Independent websites are meant to provide a rapid response to news stories, telling the world how things should be based on an unshakeable sense of what is right and what is wrong. However, we long ago concluded that when it came to stories about what might happen to the structure of county cricket, we could save ourself an awful lot of redundant thinking and typing by saying nothing at all.
The latest city-based Twenty20 tournament news probably warrants a mention though, if only because the story’s been rumbling on for so long now that surely – surely – something must come of it…
As is our wont, we haven’t really drawn any conclusions about the fundamental merits of city teams versus a tournament involving the existing counties. We do have a point to make about a minor aspect of the scheduling though and we’re going to make it even though it will probably change.
The latest rumblings are that an eight-team T20 competition involving city teams would take place at the same time as several rounds of the County Championship. This, to us, seems very wrong.
There is a feeling among many people that the shortest format is a rival to the longer ones. We’ve never seen it that way. To us, it’s all cricket and we see no reason why the different formats can’t actively support each other, broadening the appeal of the sport as a whole. Twenty20 is more likely to draw people in and we maintain that the greater scope of Test cricket will always be more capable of retaining interest in the long-term.
The current pencil-scrawled plans are for the new competition to take place at the same time as Test matches and we’re not actually too bothered about that. You could even argue that this arrangement presents an opportunity for cross-pollination or whatever you want to call it, promoting Tests via the Twenty20 coverage. Test cricketers would have to be given permission to play in the sixes-and-fireworks stuff too, so there is an implicit message there that Big Man Cricket is the higher level.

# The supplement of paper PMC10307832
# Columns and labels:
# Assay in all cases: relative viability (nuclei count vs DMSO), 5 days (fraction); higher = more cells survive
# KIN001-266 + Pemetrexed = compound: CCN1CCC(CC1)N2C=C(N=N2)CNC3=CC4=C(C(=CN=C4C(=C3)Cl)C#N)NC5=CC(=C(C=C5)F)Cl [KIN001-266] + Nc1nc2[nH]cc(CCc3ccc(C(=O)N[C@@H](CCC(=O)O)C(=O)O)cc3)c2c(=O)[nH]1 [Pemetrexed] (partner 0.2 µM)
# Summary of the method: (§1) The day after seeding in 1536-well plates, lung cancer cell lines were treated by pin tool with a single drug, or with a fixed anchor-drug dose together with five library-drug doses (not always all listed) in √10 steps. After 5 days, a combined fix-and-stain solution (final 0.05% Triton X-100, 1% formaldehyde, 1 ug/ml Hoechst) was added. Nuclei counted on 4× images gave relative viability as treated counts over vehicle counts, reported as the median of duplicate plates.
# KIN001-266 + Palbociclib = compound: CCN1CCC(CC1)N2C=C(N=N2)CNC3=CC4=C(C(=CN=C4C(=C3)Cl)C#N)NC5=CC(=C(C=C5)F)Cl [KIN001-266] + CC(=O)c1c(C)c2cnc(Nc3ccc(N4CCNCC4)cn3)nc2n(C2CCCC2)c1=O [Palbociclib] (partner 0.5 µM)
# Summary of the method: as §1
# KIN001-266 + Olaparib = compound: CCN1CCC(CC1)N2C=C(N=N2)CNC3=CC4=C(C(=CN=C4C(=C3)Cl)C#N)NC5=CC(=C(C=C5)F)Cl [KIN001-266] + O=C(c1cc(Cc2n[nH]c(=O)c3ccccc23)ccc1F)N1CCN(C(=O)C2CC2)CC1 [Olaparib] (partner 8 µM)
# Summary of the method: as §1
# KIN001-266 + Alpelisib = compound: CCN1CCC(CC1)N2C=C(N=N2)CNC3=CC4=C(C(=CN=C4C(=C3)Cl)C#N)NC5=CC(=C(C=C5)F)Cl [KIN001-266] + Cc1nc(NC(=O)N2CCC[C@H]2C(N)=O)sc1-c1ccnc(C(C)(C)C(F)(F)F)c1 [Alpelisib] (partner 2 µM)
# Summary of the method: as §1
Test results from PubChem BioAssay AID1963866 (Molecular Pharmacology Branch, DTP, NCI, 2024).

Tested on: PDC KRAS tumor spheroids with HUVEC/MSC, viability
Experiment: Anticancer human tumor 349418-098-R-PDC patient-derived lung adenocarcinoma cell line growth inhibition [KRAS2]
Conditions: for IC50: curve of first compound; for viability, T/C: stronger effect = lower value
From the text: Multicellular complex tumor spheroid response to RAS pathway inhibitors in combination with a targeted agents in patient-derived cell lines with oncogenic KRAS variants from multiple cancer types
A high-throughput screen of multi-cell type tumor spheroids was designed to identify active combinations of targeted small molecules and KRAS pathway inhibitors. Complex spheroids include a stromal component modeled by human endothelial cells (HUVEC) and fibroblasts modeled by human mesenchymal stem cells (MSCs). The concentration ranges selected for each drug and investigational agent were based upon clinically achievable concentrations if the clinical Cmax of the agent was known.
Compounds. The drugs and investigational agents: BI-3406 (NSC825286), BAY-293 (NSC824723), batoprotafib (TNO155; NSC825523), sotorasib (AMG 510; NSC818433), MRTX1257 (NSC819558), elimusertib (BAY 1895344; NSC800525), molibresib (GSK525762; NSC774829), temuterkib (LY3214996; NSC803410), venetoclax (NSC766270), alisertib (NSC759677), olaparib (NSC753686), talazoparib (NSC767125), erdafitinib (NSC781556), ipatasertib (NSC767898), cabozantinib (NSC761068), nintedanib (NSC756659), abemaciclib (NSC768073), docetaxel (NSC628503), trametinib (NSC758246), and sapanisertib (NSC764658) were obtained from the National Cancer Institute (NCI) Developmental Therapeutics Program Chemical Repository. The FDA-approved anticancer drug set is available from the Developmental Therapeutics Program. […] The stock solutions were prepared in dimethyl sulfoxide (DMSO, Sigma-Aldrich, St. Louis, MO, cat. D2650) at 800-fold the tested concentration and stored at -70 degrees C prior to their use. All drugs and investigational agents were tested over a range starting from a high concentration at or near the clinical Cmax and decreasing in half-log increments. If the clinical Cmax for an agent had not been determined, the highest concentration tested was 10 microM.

It isn’t the same with the County Championship. Four-day fixtures taking place during the tournament would see teams gutted. What would this achieve? What would be the point of those matches?
Shouldn’t you be gnawing on something else?
We already have a situation where no-one’s quite sure what second division runs and wickets are worth. Compromising both divisions by hauling out all the bigger names for a spell would only make individual performances of even more questionable value.
A corollary of that is that team performances would also be qualified. If what basically amounts to a second XI win in July is worth the same as a first team win in June, what the hell kind of a competition are we talking about? Who would honestly care about winning that?
Playing the County Championship and a new Twenty20 competition at the same time achieves two shitty things:
- It means the domestic game needlessly cannibalises itself when there’s no real reason why the different formats can’t work together
- It reinforces this idea that the long and short formats are fundamentally different and are actively in competition with each other
Those two points overlap really and that part of the Venn diagram is why we’re writing about something that probably won’t happen. The very fact that it’s being mooted betrays the fact that decisions aren’t being made in the interests of the game as a whole.
A gateway to nowhere
Whether it’s just that people have become so involved in trying to develop a more appealing ‘gateway’ cricket competition that they’ve lost sight of the bigger picture; or whether they really don’t care what form the sport takes as long as it makes more money, we don’t know. Despite the temptation to err on the side of cynicism, it’s actually far more likely to be the former. British cricket administrators are a bunch of old bastards and most of them have a long history of being involved in county cricket.
An alternative take is that they know full well that it’s a terrible idea to have the two competitions running concurrently. In this scenario, they’re only floating the idea so that the county chairman can see that giving a new Twenty20 competition its own window while retaining the validity of the County Championship is a much better option than trying to play a devalued four-day competition at the same time.
In other words, the counties might need to experience the bad idea before they accept it is just such a thing. As a friend’s aunt once said of a toddler crawling towards a roaring fire for the nth time one evening: “Oh, let him – he’ll soon learn.”